I believe God literally made a covenant with Abraham. Part of that covenant was to make His children like the stars of the sky and the sand of the sea, metaphorically speaking. I believe Jacob literally wrestled the Angel and walked with a limp for the rest of his life. I believe Moses literally led the Children of Israel out of Egyptian bondage and crossed the Red Sea on dry ground, not a few inches of water, but ground as dry as a desert floor. I believe God led the Israelites through the wilderness for 40 years with a cloud of smoke by day and a pillar of fire by night.

I believe Joshua and the Israelites marched around Jericho and the walls literally crumbled to the ground. I believe Gideon actually defeated the Midianite troops numbering over 100,000 after God reduced his army to only 300 valiant men. I believe Elijah literally left this earth riding a chariot of fire in a whirlwind and never experienced death. I believe Daniel spent the night in a Lion’s Den, maybe cuddled up beside them, and lived to tell the story. I believe Shadrach, Meshach, and Abednego hung out in a fiery furnace with Jesus and not a hair on their head was singed.

I believe everything in the historical books really did happen. I believe the books of poetry provide great imagery and give us deeper insight about the nature of God. I believe the prophets received visions from God that reveal His plans and desires for His people. And yes, I believe Jonah really did spend three days in the belly of a fish!

I believe Jesus Christ was conceived by the Holy Spirit and born of the Virgin Mary. I believe He lived a perfect life. He healed the sick, raised the dead, performed miracles, and preached with authority. I believe Jesus suffered under Pontius Pilate, shed His blood and died on a cross at Calvary for our sins. I believe the Cross works and nothing else does!

I believe Jesus defeated death, hell, and the grave. I believe He rose from the dead on the third day and the tomb is still empty. I believe He literally levitated into the sky when He ascended to the Father. I believe Jesus is at this very moment making intercession for anyone who expresses faith in Him.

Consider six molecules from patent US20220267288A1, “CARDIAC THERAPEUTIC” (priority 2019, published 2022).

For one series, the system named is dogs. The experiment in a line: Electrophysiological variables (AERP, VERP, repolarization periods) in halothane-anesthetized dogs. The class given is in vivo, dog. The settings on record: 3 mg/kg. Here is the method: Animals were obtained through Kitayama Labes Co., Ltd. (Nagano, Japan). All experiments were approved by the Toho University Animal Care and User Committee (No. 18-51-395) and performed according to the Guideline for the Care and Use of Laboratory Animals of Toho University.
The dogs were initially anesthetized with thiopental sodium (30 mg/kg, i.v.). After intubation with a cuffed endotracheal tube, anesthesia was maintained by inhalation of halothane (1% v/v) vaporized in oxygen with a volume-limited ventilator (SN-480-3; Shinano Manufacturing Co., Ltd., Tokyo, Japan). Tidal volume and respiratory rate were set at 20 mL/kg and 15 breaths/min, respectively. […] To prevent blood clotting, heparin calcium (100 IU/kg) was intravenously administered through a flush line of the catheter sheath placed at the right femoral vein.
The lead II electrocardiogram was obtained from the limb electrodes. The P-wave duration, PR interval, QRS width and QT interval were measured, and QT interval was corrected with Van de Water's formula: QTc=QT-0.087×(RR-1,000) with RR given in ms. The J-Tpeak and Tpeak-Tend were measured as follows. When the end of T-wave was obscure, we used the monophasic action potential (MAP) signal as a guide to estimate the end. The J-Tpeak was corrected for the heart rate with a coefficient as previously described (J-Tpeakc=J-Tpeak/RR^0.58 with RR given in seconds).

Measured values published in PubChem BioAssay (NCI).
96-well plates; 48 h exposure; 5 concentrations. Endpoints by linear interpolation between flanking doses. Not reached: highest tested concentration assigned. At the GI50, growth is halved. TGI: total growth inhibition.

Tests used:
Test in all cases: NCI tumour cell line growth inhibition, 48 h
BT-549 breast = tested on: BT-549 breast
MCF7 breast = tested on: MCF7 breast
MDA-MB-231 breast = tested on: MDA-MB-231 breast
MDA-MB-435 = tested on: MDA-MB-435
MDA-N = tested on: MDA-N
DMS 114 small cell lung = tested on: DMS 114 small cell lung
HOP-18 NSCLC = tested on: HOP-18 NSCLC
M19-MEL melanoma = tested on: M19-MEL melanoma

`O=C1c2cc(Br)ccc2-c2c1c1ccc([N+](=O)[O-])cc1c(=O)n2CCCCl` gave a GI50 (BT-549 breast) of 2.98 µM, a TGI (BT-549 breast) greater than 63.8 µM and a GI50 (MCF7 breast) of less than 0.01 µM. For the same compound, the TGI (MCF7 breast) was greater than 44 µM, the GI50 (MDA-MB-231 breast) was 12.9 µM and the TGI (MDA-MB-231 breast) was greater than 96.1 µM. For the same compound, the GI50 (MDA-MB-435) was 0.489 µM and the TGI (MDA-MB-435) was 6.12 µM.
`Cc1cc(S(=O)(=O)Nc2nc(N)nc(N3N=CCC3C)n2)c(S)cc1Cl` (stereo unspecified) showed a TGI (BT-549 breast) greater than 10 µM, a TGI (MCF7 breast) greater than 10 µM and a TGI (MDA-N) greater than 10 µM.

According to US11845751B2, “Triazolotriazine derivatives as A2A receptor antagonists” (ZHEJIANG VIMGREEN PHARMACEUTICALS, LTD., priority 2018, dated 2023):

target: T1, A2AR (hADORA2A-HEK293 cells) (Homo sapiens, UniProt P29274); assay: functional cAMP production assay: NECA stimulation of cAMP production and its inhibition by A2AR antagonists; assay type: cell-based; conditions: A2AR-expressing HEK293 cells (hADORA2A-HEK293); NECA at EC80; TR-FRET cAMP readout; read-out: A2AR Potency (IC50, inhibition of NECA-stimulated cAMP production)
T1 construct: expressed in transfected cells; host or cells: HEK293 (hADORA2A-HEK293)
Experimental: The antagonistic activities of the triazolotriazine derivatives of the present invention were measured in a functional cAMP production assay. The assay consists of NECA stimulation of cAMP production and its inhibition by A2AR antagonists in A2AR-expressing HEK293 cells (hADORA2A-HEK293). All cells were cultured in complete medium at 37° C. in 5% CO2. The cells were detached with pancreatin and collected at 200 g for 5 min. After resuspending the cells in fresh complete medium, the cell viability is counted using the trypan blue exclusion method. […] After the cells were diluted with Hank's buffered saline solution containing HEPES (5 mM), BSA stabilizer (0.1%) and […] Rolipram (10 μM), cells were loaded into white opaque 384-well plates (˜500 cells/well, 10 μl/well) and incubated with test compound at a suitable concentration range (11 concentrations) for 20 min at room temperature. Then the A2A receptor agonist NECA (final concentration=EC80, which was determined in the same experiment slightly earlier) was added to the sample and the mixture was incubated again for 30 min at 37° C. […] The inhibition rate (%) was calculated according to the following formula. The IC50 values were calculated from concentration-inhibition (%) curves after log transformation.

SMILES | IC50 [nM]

I believe everything described in the Gospels and the Book of Acts actually happened. I believe the Book of Acts provides the model we should strive for as the New Testament Church. I believe God gives us a picture of how the Church should proceed theologically through the writings of the Apostle Paul and the other NT authors.

I believe Heaven and Hell are literal places and that every person will end up in one of those two destinations. I believe Jesus will return, literally. The dead in Christ will rise first and we who remain will be called up together with them in the air, and from that time forward, for all eternity, we will forever be with the Sovereign Lord of the Universe.

I believe God still saves, sanctifies, and sets people free, literally. I believe God is omnipresent, but that He also manifests His presence in unique ways as He has throughout history. I believe we should strive to walk in the anointing of the Holy Spirit, literally. I believe we can know Jesus personally, literally. I believe we should be diligent and relentless at reaching people with the love, power, and presence of Jesus, literally. Hope that clears up any confusion.